• Illinois HB 3501 amends the Property Assessed Clean Energy Act to clarify its application for resiliency improvement measures, including seismic retrofits, flood mitigation, fire suppression and wind resistance.
  • Massachusetts HB 4246, makes appropriations for the current fiscal year, including $3 million for matching federal disaster relief grants and the creation of emergency task forces.

Seismic (earthquakes). At least five states enacted seven seismic-related bills. Many included appropriations, although two cover regulations of the Clean Energy Act and Catastrophe Response Council. They include:

  • Alaska SB 38 makes supplemental appropriations for unemployment assistance, fire suppression activities and restoration projects related to earthquake disaster relief.
  • California AB 111 creates the Catastrophe Response Council to oversee the California Earthquake Authority and the Wildfire Fund administrator.
  • California SB 293 creates a financing district of the city of Oakland to allow seismic-related safety improvements to be made in buildings and facilities.
  • Nevada AB 541 allocates funding for capital improvement projects, including $8 million for seismic-safety improvements and emergency generators.

Wildfire. At least seven states enacted 20 wildfire-related bills. Most of these bills relate to regulations of industry standards and mitigation measures, although four cover appropriations for wildfire mitigation efforts. They include:

  • California AB 38 requires the Natural Resources Agency to review the regional capacity of each county that contains a very high fire hazard severity zone to improve forest health, fire resilience and safety. It also requires sellers of properties located in high or very high fire hazard severity zones to provide documentation that the real property complies with specified wildfire protection measures or a local vegetation management ordinance.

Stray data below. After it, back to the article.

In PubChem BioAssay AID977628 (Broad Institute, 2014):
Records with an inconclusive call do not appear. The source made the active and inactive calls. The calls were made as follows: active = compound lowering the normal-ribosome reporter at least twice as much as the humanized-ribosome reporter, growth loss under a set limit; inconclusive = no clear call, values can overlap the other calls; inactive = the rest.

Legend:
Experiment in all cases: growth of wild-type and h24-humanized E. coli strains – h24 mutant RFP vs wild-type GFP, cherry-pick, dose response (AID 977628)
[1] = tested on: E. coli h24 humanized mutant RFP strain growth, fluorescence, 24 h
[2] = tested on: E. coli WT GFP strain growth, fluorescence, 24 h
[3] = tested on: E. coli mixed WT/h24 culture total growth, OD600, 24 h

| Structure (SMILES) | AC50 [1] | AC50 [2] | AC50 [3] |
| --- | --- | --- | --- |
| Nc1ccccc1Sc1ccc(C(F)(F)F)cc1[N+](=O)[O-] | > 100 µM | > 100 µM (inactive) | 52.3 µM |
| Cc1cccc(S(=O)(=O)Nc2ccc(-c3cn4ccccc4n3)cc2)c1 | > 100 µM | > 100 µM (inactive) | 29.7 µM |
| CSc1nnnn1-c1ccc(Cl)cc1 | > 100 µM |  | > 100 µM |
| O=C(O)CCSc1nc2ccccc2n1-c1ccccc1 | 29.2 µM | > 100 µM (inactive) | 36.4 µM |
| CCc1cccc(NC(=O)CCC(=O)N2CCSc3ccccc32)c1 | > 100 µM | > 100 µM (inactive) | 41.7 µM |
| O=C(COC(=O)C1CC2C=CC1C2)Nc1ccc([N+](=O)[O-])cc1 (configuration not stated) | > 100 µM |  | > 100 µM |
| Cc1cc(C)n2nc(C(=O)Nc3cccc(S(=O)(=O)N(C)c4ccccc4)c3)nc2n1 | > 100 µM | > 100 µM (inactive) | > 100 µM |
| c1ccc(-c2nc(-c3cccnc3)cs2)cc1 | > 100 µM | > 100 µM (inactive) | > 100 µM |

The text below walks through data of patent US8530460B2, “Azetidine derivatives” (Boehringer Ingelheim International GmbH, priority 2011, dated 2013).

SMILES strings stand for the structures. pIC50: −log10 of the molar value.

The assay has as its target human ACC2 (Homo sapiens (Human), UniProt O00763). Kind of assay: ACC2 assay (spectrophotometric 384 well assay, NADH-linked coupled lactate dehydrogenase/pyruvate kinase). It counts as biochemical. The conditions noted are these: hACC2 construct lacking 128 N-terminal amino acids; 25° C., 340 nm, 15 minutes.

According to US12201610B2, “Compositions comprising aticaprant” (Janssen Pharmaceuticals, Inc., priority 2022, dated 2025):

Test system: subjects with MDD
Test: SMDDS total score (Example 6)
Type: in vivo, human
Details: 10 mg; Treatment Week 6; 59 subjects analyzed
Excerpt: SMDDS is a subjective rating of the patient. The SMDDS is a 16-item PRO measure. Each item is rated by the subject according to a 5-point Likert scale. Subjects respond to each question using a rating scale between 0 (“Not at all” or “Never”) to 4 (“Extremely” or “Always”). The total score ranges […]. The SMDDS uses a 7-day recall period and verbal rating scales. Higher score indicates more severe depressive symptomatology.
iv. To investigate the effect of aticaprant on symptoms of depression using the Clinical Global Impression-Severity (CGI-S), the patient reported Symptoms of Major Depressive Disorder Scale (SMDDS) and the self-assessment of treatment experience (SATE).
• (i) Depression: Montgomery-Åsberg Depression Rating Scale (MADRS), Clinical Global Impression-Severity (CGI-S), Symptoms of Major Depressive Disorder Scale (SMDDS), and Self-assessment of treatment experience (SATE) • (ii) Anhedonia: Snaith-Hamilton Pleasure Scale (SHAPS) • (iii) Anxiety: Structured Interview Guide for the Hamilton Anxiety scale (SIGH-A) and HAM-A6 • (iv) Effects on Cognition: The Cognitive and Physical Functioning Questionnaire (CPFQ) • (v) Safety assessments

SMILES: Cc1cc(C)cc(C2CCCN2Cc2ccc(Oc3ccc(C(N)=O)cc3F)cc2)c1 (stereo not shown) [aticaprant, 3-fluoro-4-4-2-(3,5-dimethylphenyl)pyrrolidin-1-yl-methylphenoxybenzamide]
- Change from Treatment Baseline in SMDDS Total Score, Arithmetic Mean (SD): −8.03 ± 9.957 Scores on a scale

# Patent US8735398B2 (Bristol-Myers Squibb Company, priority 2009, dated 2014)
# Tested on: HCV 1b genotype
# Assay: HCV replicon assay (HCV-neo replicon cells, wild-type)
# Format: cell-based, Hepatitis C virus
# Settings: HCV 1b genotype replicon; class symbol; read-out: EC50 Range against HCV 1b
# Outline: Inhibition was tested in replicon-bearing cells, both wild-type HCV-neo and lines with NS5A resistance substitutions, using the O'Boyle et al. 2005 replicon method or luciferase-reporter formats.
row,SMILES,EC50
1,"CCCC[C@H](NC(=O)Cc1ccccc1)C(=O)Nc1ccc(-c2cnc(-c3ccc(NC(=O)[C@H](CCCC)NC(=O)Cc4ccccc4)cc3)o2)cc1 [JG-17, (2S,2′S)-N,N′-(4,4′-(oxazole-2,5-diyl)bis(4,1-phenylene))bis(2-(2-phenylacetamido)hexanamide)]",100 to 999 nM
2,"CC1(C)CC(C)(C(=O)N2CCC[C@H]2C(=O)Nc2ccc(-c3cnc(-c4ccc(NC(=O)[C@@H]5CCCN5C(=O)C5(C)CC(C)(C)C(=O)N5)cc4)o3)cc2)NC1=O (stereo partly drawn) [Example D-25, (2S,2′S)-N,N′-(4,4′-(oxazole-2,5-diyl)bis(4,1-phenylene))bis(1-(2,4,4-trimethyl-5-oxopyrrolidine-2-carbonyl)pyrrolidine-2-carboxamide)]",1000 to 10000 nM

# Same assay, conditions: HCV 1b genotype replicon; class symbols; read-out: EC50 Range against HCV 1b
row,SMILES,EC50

• California SB 70 requires each electrical corporation's wildfire mitigation plan to include a description of where and how it considered undergrounding electrical distribution lines within service territories with the highest wildfire risk.
  • California AB 1054 establishes the State Wildfire Safety Advisory Board. It also requires the Public Utilities Commission and the Office of Energy Infrastructure Safety to develop consistent approaches and share data related to electric infrastructure safety.
  • Colorado HB 1006  aims to mitigate the effects of wildfires within wildland-urban interface areas, and includes funding for the forest restoration and wildfire risk mitigation grants program.

Federal Action

Following the 2017 disaster season, Congress and the administration placed an increased emphasis on predisaster mitigation and an increased state and local role. This message was manifested in the Federal Emergency Management Agency’s (FEMA) National Mitigation Investment Strategy (NMIS), the agency’s 2018-2022 Strategic Plan, and general agency messaging. In the fall of 2018, Congress enacted the Disaster Recovery Reform Act (DRRA)—widely considered the most comprehensive disaster reform bill since Hurricane Katrina—establishing the Building Resilient Infrastructure and Communities (BRIC) program. The program allocates significant funding for state and local governments for disaster mitigation activities. FEMA released a proposed policy on BRIC implementation for public comment in April and expects to accept applications in the fall of 2020.